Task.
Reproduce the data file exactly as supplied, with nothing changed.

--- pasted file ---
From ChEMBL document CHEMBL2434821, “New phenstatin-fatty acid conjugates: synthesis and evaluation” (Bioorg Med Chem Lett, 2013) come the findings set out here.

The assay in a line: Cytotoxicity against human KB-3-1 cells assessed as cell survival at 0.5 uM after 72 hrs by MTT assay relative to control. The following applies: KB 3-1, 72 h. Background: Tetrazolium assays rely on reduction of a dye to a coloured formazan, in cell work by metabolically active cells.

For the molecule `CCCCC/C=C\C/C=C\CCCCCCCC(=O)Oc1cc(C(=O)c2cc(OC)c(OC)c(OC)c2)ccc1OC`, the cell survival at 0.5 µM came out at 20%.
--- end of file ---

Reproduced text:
From ChEMBL document CHEMBL2434821, “New phenstatin-fatty acid conjugates: synthesis and evaluation” (Bioorg Med Chem Lett, 2013) come the findings set out here.

The assay in a line: Cytotoxicity against human KB-3-1 cells assessed as cell survival at 0.5 uM after 72 hrs by MTT assay relative to control. The following applies: KB 3-1, 72 h. Background: Tetrazolium assays rely on reduction of a dye to a coloured formazan, in cell work by metabolically active cells.

For the molecule `CCCCC/C=C\C/C=C\CCCCCCCC(=O)Oc1cc(C(=O)c2cc(OC)c(OC)c(OC)c2)ccc1OC`, the cell survival at 0.5 µM came out at 20%.